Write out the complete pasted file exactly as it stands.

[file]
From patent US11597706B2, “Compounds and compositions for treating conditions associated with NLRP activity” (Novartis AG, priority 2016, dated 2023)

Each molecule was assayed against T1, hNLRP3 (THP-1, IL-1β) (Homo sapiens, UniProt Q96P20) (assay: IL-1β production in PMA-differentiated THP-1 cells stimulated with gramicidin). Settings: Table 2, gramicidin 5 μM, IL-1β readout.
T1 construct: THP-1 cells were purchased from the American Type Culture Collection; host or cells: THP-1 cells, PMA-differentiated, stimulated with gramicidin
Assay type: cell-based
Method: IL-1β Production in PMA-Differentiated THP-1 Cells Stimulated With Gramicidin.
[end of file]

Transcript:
From patent US11597706B2, “Compounds and compositions for treating conditions associated with NLRP activity” (Novartis AG, priority 2016, dated 2023)

Each molecule was assayed against T1, hNLRP3 (THP-1, IL-1β) (Homo sapiens, UniProt Q96P20) (assay: IL-1β production in PMA-differentiated THP-1 cells stimulated with gramicidin). Settings: Table 2, gramicidin 5 μM, IL-1β readout.
T1 construct: THP-1 cells were purchased from the American Type Culture Collection; host or cells: THP-1 cells, PMA-differentiated, stimulated with gramicidin
Assay type: cell-based
Method: IL-1β Production in PMA-Differentiated THP-1 Cells Stimulated With Gramicidin.